We have known for some time now that Nike has been using 3D printing in the creation of several unique products. They aren’t the only apparel company doing so, and they certainly will be joined by many others in the months and years ahead. Back in February, we reported on a couple 3D printing related patents that Nike had filed. We have also seen the company use 3D printing in the creation of their Vapor Ultimate Cleat, as well as some other sporting goods. Without any doubt, Nike will continue to expand the use of 3D printing in both prototyping and the creation of customized end-use products. Twitter co-founder Biz Stone has gone on record predicting that Nike will be a pure software company within 10 years. While his prediction may seem a bit drastic, anything is possible within the 3D printing space.
Late last week, a new patent was published, which was filed for by Nike. This one, while I would consider more of a 2-dimensional method of printing on 3D objects, rather than the 3D printing we are all used to seeing and hearing about, is specifically called “3D printing” by Nike.
United States patent application US 20140300676 A1, explains both a computing process and a machine for the “3D printing” of images onto objects. Nike considers it “3D printing” because the printers will actually be printing onto the surface of fabrics which are on a cylindrical object, rather than on traditional 2-dimensional surfaces. While the object would most likely appear 2-dimensional when the article of clothing is not on a human’s body, when it is worn, the image will be “3-dimensional” as it will stretch and bend around the wearer’s body.
What makes this method of printing so unique is that the idea is to print images onto these objects in a way in which when the fabric is stretched, the images are not distorted. We’ve all seen this happen before. You purchase a piece of clothing with a really unique design, image, logo, name, etc. on it, but when you put it on your body, it is stretched. When this happens, the image is distorted and almost nothing like what it was originally intended to look like.
This is where Nike’s new patent looks to improve upon the designs capable of being placed on apparel. Using a specialized “3D printer” a garment such as a sock will be put onto a cylindrical object, representative of a human leg, and then that printer will print an undistorted image onto it. This means that when the sock is stretched and worn by a person, the image will not be distorted, and may even have some 3-dimensional characteristics to it because of the leg’s shape.
The patent explains this in more detail by saying:
“A system for three-dimensional printing onto an article of apparel comprises a three-dimensional printing device and at least one computer system. The three-dimensional printing device is in direct communication with the at least one computer system. The at least one computer system is configured to receive an undistorted three-dimensional pattern for display on the article, wherein the undistorted three-dimensional pattern is configured for placement on at least a portion of a human body, and wherein at least a portion of the undistorted three-dimensional pattern has at least a first arc length. The at least one computer system creates a predistorted three-dimensional pattern from the undistorted three-dimensional pattern for printing onto a three dimensional geometric primitive object.”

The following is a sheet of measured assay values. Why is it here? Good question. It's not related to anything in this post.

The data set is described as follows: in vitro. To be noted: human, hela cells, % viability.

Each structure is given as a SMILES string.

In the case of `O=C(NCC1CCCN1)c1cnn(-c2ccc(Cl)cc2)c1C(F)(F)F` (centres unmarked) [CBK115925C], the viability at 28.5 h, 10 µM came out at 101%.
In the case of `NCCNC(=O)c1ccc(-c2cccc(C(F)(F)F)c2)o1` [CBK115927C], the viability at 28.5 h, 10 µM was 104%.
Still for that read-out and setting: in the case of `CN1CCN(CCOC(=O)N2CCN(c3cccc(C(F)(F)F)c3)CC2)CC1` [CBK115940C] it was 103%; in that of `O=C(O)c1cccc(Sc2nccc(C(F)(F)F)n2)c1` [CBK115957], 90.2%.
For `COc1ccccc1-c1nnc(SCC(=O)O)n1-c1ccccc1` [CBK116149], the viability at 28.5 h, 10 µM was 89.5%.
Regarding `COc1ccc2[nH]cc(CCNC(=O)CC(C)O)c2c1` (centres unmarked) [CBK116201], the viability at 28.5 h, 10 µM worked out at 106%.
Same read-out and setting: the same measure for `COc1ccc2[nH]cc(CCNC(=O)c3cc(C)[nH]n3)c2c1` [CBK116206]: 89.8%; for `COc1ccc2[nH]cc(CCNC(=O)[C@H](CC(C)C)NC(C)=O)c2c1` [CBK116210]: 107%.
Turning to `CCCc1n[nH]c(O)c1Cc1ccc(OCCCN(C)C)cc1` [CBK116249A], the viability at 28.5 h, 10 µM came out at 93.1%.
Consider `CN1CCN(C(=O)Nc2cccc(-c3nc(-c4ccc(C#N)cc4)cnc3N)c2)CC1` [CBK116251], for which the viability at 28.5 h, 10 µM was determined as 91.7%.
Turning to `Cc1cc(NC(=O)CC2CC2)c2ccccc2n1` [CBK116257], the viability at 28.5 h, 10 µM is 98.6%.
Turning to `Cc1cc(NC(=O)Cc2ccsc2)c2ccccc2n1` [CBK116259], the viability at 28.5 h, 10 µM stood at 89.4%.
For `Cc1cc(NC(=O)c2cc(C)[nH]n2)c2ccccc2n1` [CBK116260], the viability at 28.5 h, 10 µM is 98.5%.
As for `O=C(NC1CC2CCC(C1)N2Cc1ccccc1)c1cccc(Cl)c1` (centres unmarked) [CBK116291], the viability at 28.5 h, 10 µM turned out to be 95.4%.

It should be interesting to see exactly how this technology is used, when it is used (if ever), and what the results look like. Will Nike utilize it to make 3D looking prints on clothing, or simply use it to aid in the creation of logos, emblems, and text in a fashion where it will not be distorted simply by being worn? My guess is the latter.
The patent filing also claims that this may be used for any type of apparel, including hats, caps, shirts, jerseys, jackets, socks, shorts, pants, undergarments, athletic support garments, gloves, wrist/arm bands, sleeves, headbands, any knit material, woven material, nonwoven material, sports equipment, etc.
The patent explains the process in a little more detail:
“Contrary to known 3D printing methods, however, the disclosed methods and systems accomplish 3D printing of a predistorted image or pattern directly onto any regular or simple 3D surface of a textile, a natural fabric, a synthetic fabric, a knit, a woven material, a nonwoven material, a mesh, a leather, a synthetic leather, a polymer, a rubber, and a foam, or any combination of them. For example, such a regular or simple 3D surface may be a cylinder. For example, the disclosed methods may include printing of any material, for example an ink, dye, resin, or acrylic onto a fabric, for example a knit material, where the material is absorbed into, adhered to, or bonded to the fabric and where the material does not generally delaminate from the fabric when flexed, rolled, worked, or subject to additional assembly processes or steps.”
This technology will definitely provide an efficient way for putting logos and designs on clothing which traditionally would be distorted with normal wear. I’m interested in seeing this become a reality. What do you think? How do you expect Nike will use this “3D printing” technology? Discuss in the Nike 3D printing forum thread on 3DPB.com.